So Syracuse, a No. 10 seed that barely avoided a play-in game slot and a team much of the men’s college basketball commentariat didn’t believe belonged in the NCAA tournament, made the Final Four. This offers validation to the NCAA selection committee, right?
And three of the No. 1 seeds were bounced before the Final Four, leaving North Carolina as the lone team from the top line left in the field. This is an indictment of the committee’s work, correct?
Actually, the answer is a resounding “no” on both fronts, and any attempt this week to suggest otherwise (perhaps even on the broadcasts of Saturday’s semifinals) shows a distinct lack of understanding of the task the committee is charged with carrying out each season.
The NCAA basketball committee’s job isn’t one of a predictive nature. Instead, it is supposed to evaluate four months of data and attempt to create the fairest possible field based on that information.
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Clearly, this year’s committee valued a raw quantity of high-end victories, and like pretty much all of its predecessors added extra weight to quality road and neutral triumphs. Hence a Syracuse team with a mediocre 19-13 mark earned its way in largely because it won at Duke and beat Connecticut and Texas A&M during a neutral-court tournament Thanksgiving week.
Likewise, Oklahoma and Villanova landed on No. 2 lines based on the totality of their resumes on March 13 while Virginia and Oregon snagged the final two No. 1 seeds. Oregon swept the Pac-12 regular season and tournament titles. Virginia owned eight top-20 victories. A rational case could be made both were more accomplished than the Sooners and Wildcats, teams still standing in the semifinals.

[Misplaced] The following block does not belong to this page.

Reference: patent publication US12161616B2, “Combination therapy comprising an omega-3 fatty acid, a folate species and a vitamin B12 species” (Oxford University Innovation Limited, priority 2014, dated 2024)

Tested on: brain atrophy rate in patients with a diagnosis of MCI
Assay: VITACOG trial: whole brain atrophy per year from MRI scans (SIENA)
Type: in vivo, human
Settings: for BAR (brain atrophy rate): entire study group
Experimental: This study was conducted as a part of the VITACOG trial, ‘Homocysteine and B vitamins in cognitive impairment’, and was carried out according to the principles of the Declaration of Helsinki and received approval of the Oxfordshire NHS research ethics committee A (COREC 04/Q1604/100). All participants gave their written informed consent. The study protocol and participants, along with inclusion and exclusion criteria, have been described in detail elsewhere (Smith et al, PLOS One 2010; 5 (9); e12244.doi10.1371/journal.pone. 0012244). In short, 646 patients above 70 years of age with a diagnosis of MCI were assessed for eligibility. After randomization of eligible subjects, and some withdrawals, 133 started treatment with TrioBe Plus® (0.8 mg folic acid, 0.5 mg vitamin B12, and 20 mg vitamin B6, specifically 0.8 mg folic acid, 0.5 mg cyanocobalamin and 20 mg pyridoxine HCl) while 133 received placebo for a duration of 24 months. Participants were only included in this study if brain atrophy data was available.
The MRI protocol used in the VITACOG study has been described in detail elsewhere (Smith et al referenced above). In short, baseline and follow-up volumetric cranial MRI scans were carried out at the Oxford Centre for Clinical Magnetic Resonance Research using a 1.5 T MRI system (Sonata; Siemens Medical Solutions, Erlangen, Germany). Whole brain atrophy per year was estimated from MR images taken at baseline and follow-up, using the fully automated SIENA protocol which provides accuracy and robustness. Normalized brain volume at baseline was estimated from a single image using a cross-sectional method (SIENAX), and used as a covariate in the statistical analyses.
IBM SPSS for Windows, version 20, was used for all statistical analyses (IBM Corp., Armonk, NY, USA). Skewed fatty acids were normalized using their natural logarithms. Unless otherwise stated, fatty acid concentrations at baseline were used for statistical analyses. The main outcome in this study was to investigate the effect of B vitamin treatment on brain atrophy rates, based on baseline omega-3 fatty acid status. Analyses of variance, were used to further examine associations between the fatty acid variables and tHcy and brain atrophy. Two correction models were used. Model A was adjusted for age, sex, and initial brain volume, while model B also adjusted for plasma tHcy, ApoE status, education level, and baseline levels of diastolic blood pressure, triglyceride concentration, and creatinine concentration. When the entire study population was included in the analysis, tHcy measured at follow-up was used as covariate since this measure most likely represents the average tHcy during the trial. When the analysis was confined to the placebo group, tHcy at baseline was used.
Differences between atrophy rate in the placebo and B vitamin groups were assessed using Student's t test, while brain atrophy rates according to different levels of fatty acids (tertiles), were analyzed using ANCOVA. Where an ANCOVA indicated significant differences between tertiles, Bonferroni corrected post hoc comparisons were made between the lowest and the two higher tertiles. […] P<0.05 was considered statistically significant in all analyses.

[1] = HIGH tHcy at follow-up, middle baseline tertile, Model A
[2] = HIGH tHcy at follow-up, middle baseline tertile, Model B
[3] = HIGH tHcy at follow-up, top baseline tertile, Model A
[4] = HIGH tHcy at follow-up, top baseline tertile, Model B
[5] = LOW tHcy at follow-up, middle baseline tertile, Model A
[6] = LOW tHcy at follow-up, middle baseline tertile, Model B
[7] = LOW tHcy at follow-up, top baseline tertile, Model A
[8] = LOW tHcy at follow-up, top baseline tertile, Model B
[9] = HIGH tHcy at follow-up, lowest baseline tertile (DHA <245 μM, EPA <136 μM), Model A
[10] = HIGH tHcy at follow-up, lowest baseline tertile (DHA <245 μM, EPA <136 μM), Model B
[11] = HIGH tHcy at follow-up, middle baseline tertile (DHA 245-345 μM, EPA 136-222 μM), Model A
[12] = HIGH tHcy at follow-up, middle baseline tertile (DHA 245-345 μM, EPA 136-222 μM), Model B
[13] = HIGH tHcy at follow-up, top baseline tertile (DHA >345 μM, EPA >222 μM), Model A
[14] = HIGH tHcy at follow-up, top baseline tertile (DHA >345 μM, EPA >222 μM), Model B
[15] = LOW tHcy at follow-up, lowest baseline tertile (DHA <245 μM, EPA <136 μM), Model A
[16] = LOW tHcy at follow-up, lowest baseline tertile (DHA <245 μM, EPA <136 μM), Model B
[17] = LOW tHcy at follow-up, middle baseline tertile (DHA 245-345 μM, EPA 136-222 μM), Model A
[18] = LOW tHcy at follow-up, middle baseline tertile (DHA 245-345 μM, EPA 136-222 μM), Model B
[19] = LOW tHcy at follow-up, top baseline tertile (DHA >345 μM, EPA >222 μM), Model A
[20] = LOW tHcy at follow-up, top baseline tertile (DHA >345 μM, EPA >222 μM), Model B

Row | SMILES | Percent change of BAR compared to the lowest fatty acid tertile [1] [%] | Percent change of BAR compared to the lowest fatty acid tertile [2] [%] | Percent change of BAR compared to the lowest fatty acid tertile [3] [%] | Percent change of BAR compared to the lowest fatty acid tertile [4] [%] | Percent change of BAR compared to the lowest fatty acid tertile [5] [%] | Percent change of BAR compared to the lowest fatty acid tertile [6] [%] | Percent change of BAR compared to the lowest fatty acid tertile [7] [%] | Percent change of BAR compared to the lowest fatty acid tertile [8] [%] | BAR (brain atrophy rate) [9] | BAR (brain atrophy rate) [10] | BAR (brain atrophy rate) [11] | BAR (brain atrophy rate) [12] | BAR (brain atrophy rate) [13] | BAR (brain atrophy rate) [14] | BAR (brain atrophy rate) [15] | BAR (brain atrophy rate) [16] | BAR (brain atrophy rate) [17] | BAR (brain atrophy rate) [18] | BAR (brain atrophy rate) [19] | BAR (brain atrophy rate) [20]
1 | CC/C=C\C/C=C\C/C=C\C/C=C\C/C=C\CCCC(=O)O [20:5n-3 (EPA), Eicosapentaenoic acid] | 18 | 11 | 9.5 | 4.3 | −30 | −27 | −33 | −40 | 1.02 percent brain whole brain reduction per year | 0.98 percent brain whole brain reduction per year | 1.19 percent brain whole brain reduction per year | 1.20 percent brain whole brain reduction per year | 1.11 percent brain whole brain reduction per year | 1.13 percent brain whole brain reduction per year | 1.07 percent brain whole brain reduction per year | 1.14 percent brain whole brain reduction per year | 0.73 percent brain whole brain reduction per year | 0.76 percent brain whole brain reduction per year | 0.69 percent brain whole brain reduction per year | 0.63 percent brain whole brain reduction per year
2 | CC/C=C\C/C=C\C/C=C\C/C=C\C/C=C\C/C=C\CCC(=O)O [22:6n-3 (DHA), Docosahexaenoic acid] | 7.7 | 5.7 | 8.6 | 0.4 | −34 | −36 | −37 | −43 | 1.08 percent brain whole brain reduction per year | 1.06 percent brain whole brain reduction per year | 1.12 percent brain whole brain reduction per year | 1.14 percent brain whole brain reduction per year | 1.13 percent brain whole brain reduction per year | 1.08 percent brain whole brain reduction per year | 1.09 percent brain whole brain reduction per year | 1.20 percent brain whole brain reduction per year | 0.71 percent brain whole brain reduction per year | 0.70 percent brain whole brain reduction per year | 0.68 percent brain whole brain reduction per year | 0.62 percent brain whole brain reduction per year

The only fair assessments of the committee’s work are based on what is known on Selection Sunday. Syracuse’s accomplishments over the first 32 games meant something in that process, and made a difference in securing the Orange a place in the tournament. Its final four games do nothing to prove or disprove anything related to the construction of the bracket and the selection of the 68-team field.
Before this weekend’s Oklahoma-Villanova semifinal, when was the last time a Big East program met a Big 12 school in the Final Four?
No strangers to the final weekend
All four of the remaining coaches in the field have advanced to this stage of the tournament before. North Carolina’s Roy Williams is in his eighth Final Four, and Syracuse’s Jim Boeheim is making his fifth trip. Oklahoma’s Lon Kruger and Villanova’s Jay Wright have one previous Final Four appearance.
It’s the second consecutive year each of the coaches in the semifinals was making a return trip after Duke’s Mike Krzyzewski, Kentucky’s John Calipari, Michigan State’s Tom Izzo and Wisconsin’s Bo Ryan led their respective teams to the Final Four. It’s the first time during the expanded tournament era (since 1985) that all four coaches had previous Final Four experience in back-to-back seasons.
This marks the 11th year the tournament has come to Houston for at least one game, and the fifth time in the past nine seasons. Oklahoma and Syracuse have no NCAA tournament history in Houston, though North Carolina and Villanova made postseason trips there decades ago.
Villanova was the runner-up to UCLA in the 1971 Final Four, an appearance the NCAA vacated. The Wildcats also won a second-round game at the Summit in 1983. Three years later, North Carolina advanced to the Midwest regional in Houston, where it fell to Louisville 94-79 in the semifinals.
Before this year, the last time there was a Big East-Big 12 matchup in the Final Four was 2003, when Syracuse (then of the Big East) handled Kansas 81-78 in the national title game for what wound up as Williams’ final game as the coach of the Jayhawks.